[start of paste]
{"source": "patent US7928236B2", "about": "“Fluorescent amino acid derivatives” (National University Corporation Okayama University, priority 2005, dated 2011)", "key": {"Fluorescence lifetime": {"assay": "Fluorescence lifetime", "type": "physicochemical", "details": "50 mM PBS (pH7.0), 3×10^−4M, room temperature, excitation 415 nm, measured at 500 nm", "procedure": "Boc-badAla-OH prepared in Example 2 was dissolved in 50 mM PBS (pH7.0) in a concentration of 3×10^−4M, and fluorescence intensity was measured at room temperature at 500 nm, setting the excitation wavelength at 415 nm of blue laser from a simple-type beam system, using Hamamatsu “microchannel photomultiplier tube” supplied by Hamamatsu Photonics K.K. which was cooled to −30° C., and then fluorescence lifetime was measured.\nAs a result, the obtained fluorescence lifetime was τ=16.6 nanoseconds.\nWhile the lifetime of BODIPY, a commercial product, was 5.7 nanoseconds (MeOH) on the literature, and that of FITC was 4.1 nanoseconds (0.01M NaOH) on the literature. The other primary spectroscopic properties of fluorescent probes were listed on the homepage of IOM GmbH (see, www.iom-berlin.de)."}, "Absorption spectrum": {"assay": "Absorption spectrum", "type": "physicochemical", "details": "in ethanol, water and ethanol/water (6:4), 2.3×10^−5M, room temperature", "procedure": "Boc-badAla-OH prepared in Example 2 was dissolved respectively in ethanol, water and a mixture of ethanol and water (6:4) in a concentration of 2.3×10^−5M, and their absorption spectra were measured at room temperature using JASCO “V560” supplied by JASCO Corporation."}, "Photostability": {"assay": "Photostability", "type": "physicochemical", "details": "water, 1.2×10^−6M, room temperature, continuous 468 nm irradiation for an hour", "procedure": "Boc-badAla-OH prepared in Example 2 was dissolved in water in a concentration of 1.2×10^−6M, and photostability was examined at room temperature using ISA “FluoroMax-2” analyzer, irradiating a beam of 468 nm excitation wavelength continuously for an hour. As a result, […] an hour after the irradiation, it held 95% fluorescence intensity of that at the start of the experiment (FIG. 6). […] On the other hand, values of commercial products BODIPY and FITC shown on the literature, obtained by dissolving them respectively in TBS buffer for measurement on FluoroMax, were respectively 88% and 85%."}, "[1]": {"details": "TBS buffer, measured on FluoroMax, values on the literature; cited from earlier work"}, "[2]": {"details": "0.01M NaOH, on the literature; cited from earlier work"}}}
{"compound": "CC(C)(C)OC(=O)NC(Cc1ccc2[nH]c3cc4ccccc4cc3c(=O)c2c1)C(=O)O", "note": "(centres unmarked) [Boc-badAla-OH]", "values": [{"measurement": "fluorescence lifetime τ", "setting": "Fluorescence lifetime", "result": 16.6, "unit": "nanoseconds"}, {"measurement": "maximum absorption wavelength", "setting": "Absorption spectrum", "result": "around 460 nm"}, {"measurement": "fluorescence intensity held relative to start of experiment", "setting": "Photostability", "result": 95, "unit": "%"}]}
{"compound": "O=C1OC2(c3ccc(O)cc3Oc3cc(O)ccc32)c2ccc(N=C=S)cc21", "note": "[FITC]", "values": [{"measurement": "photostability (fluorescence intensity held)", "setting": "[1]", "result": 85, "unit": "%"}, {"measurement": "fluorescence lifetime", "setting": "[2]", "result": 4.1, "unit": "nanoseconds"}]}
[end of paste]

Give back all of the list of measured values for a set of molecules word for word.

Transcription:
{"source": "patent US7928236B2", "about": "“Fluorescent amino acid derivatives” (National University Corporation Okayama University, priority 2005, dated 2011)", "key": {"Fluorescence lifetime": {"assay": "Fluorescence lifetime", "type": "physicochemical", "details": "50 mM PBS (pH7.0), 3×10^−4M, room temperature, excitation 415 nm, measured at 500 nm", "procedure": "Boc-badAla-OH prepared in Example 2 was dissolved in 50 mM PBS (pH7.0) in a concentration of 3×10^−4M, and fluorescence intensity was measured at room temperature at 500 nm, setting the excitation wavelength at 415 nm of blue laser from a simple-type beam system, using Hamamatsu “microchannel photomultiplier tube” supplied by Hamamatsu Photonics K.K. which was cooled to −30° C., and then fluorescence lifetime was measured.\nAs a result, the obtained fluorescence lifetime was τ=16.6 nanoseconds.\nWhile the lifetime of BODIPY, a commercial product, was 5.7 nanoseconds (MeOH) on the literature, and that of FITC was 4.1 nanoseconds (0.01M NaOH) on the literature. The other primary spectroscopic properties of fluorescent probes were listed on the homepage of IOM GmbH (see, www.iom-berlin.de)."}, "Absorption spectrum": {"assay": "Absorption spectrum", "type": "physicochemical", "details": "in ethanol, water and ethanol/water (6:4), 2.3×10^−5M, room temperature", "procedure": "Boc-badAla-OH prepared in Example 2 was dissolved respectively in ethanol, water and a mixture of ethanol and water (6:4) in a concentration of 2.3×10^−5M, and their absorption spectra were measured at room temperature using JASCO “V560” supplied by JASCO Corporation."}, "Photostability": {"assay": "Photostability", "type": "physicochemical", "details": "water, 1.2×10^−6M, room temperature, continuous 468 nm irradiation for an hour", "procedure": "Boc-badAla-OH prepared in Example 2 was dissolved in water in a concentration of 1.2×10^−6M, and photostability was examined at room temperature using ISA “FluoroMax-2” analyzer, irradiating a beam of 468 nm excitation wavelength continuously for an hour. As a result, […] an hour after the irradiation, it held 95% fluorescence intensity of that at the start of the experiment (FIG. 6). […] On the other hand, values of commercial products BODIPY and FITC shown on the literature, obtained by dissolving them respectively in TBS buffer for measurement on FluoroMax, were respectively 88% and 85%."}, "[1]": {"details": "TBS buffer, measured on FluoroMax, values on the literature; cited from earlier work"}, "[2]": {"details": "0.01M NaOH, on the literature; cited from earlier work"}}}
{"compound": "CC(C)(C)OC(=O)NC(Cc1ccc2[nH]c3cc4ccccc4cc3c(=O)c2c1)C(=O)O", "note": "(centres unmarked) [Boc-badAla-OH]", "values": [{"measurement": "fluorescence lifetime τ", "setting": "Fluorescence lifetime", "result": 16.6, "unit": "nanoseconds"}, {"measurement": "maximum absorption wavelength", "setting": "Absorption spectrum", "result": "around 460 nm"}, {"measurement": "fluorescence intensity held relative to start of experiment", "setting": "Photostability", "result": 95, "unit": "%"}]}
{"compound": "O=C1OC2(c3ccc(O)cc3Oc3cc(O)ccc32)c2ccc(N=C=S)cc21", "note": "[FITC]", "values": [{"measurement": "photostability (fluorescence intensity held)", "setting": "[1]", "result": 85, "unit": "%"}, {"measurement": "fluorescence lifetime", "setting": "[2]", "result": 4.1, "unit": "nanoseconds"}]}